Why the uprising of 1806 was a precursor to the historic Revolt of 1857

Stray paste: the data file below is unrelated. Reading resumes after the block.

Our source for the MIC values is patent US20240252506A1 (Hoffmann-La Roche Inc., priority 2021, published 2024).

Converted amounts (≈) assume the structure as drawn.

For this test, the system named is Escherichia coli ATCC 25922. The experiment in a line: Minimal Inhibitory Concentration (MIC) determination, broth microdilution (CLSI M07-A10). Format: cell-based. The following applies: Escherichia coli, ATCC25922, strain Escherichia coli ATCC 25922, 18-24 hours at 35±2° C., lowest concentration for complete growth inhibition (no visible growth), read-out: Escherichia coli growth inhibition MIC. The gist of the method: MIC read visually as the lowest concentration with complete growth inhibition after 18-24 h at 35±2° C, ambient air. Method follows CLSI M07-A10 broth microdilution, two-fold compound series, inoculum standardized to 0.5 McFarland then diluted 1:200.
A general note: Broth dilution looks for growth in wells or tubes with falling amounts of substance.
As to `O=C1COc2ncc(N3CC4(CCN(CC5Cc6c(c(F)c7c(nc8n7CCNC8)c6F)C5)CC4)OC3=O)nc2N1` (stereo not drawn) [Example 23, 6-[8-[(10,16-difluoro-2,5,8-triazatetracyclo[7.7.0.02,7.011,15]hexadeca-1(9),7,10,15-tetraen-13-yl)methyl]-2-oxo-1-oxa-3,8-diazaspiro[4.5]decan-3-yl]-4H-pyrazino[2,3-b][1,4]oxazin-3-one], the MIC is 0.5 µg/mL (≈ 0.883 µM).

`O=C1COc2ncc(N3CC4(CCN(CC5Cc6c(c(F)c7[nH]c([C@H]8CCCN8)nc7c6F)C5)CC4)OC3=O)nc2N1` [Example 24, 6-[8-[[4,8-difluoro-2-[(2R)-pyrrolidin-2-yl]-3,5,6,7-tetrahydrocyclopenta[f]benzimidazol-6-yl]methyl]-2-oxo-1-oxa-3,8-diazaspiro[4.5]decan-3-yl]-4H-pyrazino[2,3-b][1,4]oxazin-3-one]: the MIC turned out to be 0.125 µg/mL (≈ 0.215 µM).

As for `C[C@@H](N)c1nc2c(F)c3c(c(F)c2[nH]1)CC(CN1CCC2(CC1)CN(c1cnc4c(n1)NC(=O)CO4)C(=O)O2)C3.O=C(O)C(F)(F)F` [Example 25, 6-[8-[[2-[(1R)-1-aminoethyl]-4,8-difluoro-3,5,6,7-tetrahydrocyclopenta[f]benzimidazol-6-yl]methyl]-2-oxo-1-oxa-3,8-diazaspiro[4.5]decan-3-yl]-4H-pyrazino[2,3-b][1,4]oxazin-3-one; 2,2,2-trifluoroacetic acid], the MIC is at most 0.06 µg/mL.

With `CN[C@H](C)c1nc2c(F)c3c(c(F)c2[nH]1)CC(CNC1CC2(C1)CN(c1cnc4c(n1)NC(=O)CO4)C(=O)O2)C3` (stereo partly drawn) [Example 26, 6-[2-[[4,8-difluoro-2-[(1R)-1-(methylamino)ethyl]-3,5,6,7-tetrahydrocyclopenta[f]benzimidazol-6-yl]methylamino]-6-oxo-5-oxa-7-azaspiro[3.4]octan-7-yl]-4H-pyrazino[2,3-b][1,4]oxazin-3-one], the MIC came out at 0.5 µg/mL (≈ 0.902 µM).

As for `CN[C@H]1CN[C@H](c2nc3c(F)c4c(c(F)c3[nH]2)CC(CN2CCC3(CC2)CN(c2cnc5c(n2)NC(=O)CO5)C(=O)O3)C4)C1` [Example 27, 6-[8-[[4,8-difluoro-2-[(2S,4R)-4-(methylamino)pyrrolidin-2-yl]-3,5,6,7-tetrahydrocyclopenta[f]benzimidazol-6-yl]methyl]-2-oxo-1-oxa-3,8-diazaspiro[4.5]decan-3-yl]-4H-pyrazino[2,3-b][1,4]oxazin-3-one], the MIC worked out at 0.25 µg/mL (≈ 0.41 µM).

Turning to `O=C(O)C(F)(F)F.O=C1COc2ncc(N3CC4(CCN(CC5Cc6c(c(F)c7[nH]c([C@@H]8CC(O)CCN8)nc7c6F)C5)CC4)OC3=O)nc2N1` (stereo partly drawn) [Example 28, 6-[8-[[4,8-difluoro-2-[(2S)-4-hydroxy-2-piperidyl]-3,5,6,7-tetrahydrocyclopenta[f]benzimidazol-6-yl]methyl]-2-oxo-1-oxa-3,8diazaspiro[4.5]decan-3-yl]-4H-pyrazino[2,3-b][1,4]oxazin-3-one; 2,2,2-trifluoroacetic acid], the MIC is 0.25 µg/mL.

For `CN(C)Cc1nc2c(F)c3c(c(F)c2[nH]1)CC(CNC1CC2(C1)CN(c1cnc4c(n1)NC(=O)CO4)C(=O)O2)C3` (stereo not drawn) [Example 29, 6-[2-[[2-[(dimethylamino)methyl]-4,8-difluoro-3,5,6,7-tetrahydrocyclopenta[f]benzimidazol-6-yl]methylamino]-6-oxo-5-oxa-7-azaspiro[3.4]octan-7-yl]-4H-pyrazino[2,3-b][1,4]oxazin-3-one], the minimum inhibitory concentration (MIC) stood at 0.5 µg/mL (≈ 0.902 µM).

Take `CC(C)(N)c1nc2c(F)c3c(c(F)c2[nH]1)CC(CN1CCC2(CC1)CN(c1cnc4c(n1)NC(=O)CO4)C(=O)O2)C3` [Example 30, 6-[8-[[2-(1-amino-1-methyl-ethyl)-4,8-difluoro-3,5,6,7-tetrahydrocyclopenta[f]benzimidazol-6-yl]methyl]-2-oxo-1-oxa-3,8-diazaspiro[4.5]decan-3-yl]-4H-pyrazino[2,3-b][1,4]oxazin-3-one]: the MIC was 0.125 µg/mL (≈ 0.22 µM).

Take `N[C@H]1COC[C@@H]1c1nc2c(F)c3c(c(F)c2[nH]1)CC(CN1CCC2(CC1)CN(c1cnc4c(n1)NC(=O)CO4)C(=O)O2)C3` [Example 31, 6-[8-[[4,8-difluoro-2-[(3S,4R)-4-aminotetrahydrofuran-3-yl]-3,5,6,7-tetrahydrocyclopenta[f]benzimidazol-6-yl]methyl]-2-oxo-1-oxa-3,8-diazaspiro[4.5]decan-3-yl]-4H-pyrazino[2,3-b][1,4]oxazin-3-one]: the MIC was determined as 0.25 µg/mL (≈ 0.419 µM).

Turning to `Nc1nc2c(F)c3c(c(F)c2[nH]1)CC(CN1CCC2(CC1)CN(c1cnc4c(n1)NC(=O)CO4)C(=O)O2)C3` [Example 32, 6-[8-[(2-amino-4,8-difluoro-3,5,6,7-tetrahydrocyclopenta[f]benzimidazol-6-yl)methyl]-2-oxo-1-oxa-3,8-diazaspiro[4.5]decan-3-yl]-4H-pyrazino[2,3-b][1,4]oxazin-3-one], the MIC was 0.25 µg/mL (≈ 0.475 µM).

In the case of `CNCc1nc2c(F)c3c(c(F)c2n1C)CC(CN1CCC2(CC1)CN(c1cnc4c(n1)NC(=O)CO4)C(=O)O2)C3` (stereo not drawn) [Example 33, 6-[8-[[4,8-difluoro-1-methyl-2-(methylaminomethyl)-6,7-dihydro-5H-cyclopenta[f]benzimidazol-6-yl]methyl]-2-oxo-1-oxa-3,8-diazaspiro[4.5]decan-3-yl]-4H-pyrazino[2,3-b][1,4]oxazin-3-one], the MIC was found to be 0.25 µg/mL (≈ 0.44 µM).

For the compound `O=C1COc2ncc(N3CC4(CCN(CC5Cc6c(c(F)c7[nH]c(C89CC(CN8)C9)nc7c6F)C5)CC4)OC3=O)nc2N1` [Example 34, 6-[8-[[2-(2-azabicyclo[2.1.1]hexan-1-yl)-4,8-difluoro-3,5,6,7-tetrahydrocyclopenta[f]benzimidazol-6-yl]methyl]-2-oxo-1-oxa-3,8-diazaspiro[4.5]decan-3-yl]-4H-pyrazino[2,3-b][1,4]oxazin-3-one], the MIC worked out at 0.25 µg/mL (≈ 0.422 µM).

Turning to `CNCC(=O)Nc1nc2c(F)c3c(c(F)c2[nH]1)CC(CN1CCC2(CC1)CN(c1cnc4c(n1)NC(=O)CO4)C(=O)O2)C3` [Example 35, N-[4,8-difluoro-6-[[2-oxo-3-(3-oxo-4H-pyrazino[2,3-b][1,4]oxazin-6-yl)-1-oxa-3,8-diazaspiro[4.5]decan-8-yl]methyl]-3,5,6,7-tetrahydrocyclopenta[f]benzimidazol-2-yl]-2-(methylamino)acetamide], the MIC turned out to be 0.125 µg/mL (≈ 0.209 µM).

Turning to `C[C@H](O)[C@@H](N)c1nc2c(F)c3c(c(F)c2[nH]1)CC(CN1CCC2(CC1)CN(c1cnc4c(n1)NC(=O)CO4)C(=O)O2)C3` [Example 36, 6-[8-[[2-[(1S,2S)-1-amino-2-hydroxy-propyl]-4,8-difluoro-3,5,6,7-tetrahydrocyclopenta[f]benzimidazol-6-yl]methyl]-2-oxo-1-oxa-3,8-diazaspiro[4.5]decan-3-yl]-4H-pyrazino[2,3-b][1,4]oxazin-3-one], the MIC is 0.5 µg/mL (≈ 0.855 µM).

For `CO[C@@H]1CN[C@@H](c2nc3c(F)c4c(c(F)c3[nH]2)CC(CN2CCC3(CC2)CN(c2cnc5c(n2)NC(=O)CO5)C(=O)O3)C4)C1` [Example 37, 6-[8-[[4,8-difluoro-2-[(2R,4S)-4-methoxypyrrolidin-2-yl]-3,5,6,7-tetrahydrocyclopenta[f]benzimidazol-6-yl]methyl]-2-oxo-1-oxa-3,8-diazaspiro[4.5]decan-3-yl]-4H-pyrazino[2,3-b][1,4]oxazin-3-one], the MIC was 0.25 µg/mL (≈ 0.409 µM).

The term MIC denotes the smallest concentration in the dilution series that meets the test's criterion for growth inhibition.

On 17 July 1806, British authorities in colonial Madras rescinded a four-month-old order that had bathed the countryside in a monsoon of blood. A week earlier, soon after the moon rose on the night of 9 July, serving sepoys had mutinied in nearby Vellore. Over a hundred British officers were put to death—the commander, as he emerged in his bedclothes—and the few Westerners who survived did so either by playing dead or hiding in a gatehouse. Even as a lone officer raced to Arcot for reinforcements, the mutineers forgot their principal purpose and succumbed to the attractions of plunder: When the Arcot troops arrived at 8 o’clock, they discovered that the rebels of this so-called first war of independence had forgotten to even lock the gates of the fort they had only hours before triumphantly “taken".